The Big Show was an NBC house-built package and an innovation in show business deriving its name from the fact that the talent roster each week included “the biggest names in show business” — name guest stars chosen from ranks of music, drama, comedy in stage, motion-picture, concert, radio and television were all “top performers” in their own fields. The Big Show was the first program ever to be presented under NBC’s new sponsorship plan known as “Operation Tandem,” in which sponsors were offered participation in sponsorship of five top evening programs each week, no more than three sponsors to be included in each 30-minute program time. Prior to this, radio programs primarily featured only one sponsor throughout the time slot (although the same sponsor was able to promote more than one of their own products.) The “Operation Tandem” shows were described over-all as the “Five Show Festival” including programs whose formats were varied to offer drama, variety, music, comedy and mystery.
The format of The Big Show was a variety program with repartee, music, dramatic sketches, comedy routines, excerpts dramatized from recent motion pictures and current Broadway hits, novelty monologues and instrumental and vocal novelties, special “spots” paying tribute to outstanding members of show business and other salutes to the more serious side of living such as the meaning of living and playing in a country like America, etc. The Big Show ran a total of two seasons and by the time the second season premiered, excerpts of recent motion pictures had been dropped in favor of current Broadway hits.
The history of the NBC package is equally — if not more — fascinating than listening to the programs; every episode exists in recorded form. The program was NBC’s final attempt to compete against television, which was trending in popularity among American consumers who sought visuals in their living room. CBS had performed a major talent raid in late 1947 and NBC was short-sighted to realize the reason three of their top-rated celebs made the jump to a different network… hint, it wasn’t the money. By 1950, NBC began to counter the opposition by purchasing ownership of long-running and high-rated radio programs, including exclusive ownership of celebrities such as Fibber McGee and Molly, Bob Hope and Milton Berle. The practice of network ownership is still being used in the industry today… most people don’t realize that practice began with The Big Show. While most encyclopedias have covered this subject briefly, this new book will serve as an extensive documentary with reprints of network memos and exclusive research from archives across the country.
The Big Show was a financial loss for NBC beginning from day one. To offset the lack of sponsor interest, the network purposely made the entire ninety-minutes a commercial promoting their products, including RCA television. In one of many examples, Ethel Merman appeared on the show many times, often reprising a dramatic scene from her current Broadway musical, Call Me Madame, which NBC was fifty percent vested. A rotating cast of comedians from NBC television programs (Four Star Revue and All-Star Revue) appeared on The Big Show weekly: Fred Allen, Jack Carson, Ed Wynn and Jimmy Durante. Game show host Groucho Marx made more than one appearance and NBC contract players Phil Harris, Bob Hope and Milton Berle also made appearances.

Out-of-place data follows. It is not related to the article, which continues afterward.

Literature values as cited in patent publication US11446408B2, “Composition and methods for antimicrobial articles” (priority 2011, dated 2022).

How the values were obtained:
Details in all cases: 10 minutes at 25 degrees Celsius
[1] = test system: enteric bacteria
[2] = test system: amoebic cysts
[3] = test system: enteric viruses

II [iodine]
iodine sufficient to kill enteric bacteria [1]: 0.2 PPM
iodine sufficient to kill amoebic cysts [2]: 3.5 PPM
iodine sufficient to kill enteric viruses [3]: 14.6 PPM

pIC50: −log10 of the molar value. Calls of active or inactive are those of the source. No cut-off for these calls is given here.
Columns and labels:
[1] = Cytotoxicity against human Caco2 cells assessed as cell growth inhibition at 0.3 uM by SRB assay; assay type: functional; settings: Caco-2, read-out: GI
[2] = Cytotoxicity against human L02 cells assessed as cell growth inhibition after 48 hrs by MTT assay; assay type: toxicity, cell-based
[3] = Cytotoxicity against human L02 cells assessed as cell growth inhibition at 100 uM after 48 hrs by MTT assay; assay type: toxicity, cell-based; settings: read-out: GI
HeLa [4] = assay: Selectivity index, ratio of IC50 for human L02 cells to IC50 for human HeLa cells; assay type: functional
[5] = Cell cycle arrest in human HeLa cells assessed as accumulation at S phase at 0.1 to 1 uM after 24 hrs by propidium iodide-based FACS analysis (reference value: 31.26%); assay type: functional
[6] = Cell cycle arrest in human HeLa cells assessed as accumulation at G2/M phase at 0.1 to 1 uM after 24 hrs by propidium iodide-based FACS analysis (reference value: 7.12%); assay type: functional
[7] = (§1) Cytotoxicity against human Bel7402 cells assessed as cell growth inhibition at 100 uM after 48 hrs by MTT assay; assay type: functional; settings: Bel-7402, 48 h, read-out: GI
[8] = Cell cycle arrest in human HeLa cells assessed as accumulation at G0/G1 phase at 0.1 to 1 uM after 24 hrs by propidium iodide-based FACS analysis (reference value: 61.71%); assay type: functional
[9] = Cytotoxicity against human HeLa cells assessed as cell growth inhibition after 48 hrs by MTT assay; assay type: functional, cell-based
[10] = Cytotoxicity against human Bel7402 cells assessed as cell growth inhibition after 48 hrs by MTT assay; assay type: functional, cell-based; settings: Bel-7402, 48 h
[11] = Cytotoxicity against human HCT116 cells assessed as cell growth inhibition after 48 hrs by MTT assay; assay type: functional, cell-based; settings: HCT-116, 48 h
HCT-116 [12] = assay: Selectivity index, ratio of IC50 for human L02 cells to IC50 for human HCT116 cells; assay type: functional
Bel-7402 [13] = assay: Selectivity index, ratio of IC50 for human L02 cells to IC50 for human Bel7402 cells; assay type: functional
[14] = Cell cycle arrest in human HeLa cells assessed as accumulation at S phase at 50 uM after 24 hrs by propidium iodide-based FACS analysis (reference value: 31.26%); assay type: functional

Tallulah Bankhead, known for her obsessive use of drugs and liquor, found herself the subject of controversy when her secretary was caught embezzling funds that was submitted by radio listeners, meant for charity. Her secretary claimed she used the money to buy drugs, booze and men for Bankhead; a claim the actress strongly denied. NBC backed the star and quickly squashed the controversy.
In another incident, Bankhead’s bank account was brightened by a $1 million suit filed against P&G, claiming she had been damaged by a singing commercial covering an anonymous Tallulah and a tube of Prell — “as galling an insult as you can throw at Miss Bankhead,” according to a radio critic’s observation at the time. The suit hung on until the actress’ staff had milked the last bit of publicity out of it. The actress settled from the insurance firm which covered the defendants. She later told reporters that she considered the payment well worth the publicity received.
By the summer of 1952, radio still had the largest audience compared to that of television, and weeks before the premiere of The Big Show, Bud Barry, vice president of programming at NBC, claimed the audience was “a challenge to be met only by showmanship, and by tailoring programs to the changing times.” Admitting that television had temporarily taken the showbiz spotlight, Barry declared this phase would pass and television would assume a normal position with respect to other forms of entertainment. It might be the top form, but that was a long way off, he asserted, and radio could maintain its present position during that period provided broadcasters did not throw in the sponge. It was this reason that Barry put on The Big Show. NBC’s answer to the CBS-Jack Benny Sunday night powerhouse, using the biggest star line-up ever set for one radio series. Was it worth it? John Dunning, author of On The Air: The Encyclopedia of Old-Time Radio, summed it up best: “The Big Show has its moments, but The Jack Benny Program rolled along on CBS, as consistently brilliant and funny as ever. The moral, perhaps, is that brilliance and genius cannot be bought, that a buckshot approach never works and that most good things come finally from a single inspired source.”
The projected release date for this book is November 2015.